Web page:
Ok, to be clear, you should NOT do this as a site developer, but if you need to work with a site that behaves this way, my answer is designed to say what CAN be done safely. Basically you can't trust anything on the page itself, all you can trust is that if the SSL cert resolves, then the post is talking to the legitimate server for the URL that it claims to be. You have to manually validate that it is sending to that URL and that it is the appropriate URL. This can only be done if the response is going to the same top level URL that served the page since you know you are trying to connect to that top level domain.

As long as the user was verifying that the post target was the intended server and that post connection was HTTPS and that there was no scripts that could alter the content present on the page and the browser doesn't send over an HTTPS link that doesn't have a valid cert for the URL being sent to, then the form would be perfectly secure. Note that you could only know the intended server if it is posting to the same TLD as the page is hosted from. You wouldn't, for example, know if www.bob.com telling you to submit the form to www.bobspayments.com was valid. It is also possible that if the same information submitted to two different services would do different things, then a malicious user might be able to make use of that. The problem is that a user won't do that. It does protect against passive sniffing, but won't provide verification to the user that the site is legit which SHOULD (but probably won't in many cases) raise concern by the user.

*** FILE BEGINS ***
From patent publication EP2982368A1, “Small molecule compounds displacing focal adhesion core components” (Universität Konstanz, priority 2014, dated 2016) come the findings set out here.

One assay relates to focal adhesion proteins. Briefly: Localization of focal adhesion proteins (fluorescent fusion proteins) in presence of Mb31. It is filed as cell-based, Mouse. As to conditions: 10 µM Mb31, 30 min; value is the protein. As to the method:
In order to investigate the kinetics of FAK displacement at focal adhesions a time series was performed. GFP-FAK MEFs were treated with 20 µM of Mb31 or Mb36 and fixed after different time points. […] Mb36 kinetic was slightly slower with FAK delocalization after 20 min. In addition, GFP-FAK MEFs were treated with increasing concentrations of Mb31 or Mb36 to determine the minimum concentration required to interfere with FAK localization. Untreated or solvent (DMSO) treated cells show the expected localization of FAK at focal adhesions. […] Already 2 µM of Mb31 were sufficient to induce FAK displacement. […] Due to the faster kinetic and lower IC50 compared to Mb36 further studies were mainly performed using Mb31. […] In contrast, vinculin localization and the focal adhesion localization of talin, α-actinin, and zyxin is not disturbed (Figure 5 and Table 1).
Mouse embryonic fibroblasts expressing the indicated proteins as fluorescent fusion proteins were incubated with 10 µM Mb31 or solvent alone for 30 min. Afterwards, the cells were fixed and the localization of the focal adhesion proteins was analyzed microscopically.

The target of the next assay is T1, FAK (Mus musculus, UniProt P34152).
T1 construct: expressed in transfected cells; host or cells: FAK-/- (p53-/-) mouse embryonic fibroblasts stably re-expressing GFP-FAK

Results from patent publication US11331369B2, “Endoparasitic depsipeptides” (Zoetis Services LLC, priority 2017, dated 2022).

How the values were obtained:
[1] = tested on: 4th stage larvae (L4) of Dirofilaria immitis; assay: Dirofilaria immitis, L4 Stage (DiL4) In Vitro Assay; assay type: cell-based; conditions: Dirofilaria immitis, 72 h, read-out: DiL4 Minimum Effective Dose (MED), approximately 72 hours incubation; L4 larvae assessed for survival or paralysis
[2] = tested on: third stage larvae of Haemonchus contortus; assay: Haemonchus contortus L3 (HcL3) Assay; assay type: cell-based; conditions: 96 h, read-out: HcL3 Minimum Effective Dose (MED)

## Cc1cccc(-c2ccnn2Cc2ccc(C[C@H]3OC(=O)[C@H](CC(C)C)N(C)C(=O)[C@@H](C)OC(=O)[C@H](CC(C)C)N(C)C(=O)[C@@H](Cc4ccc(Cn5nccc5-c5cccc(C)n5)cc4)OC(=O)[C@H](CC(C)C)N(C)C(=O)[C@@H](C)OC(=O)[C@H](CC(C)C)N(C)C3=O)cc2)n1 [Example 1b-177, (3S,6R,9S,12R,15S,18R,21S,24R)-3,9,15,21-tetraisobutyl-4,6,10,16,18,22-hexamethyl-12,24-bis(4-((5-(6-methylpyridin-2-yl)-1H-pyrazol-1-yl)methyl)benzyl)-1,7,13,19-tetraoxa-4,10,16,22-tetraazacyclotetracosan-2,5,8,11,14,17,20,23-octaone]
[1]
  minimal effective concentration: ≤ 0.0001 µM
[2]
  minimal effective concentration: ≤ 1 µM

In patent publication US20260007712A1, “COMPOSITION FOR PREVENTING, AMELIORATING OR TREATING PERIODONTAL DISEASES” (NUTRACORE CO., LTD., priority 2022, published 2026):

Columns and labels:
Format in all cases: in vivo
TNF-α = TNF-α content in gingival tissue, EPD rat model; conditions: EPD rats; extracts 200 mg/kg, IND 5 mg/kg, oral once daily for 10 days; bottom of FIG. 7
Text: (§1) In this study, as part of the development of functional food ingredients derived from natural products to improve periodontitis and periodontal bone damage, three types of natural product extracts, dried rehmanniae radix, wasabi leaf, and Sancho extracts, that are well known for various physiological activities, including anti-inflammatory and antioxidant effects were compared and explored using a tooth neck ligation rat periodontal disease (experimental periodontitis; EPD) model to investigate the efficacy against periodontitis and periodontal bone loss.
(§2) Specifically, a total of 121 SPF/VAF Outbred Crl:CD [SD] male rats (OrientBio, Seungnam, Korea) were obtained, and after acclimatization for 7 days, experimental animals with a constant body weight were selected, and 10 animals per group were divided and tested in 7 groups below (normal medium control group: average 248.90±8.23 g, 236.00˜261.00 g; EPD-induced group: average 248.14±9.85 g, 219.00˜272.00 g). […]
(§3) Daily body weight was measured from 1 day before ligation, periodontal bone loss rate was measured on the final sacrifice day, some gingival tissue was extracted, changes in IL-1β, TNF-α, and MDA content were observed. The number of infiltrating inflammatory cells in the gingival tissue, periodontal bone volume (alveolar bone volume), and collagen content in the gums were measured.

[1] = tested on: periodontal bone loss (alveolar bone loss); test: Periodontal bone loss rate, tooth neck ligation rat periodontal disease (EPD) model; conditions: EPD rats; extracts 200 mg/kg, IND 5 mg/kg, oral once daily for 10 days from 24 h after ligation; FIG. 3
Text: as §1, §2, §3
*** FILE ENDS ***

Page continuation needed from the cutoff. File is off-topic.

An active MITM attacker could simply change the page to return the information to them, but then again, this could be done even if the page itself was HTTPS since many users wouldn't notice if it was actually an HTTP page that was returned, so I'm not sure if there is really a significantly larger threat from an active MITM either since in either case.

The real problem would be the user experience and the fact that it shows up to the user as the page not being secured, so HTTPS is still preferable for the entire page for that reason. To clarify, there is a lot that can go wrong if the page contents are not authentic, so proving authenticity is preferable, but as long as information is actually submitted over SSL, then it will be protected. The problem is guaranteeing that it will be without manually reviewing page code.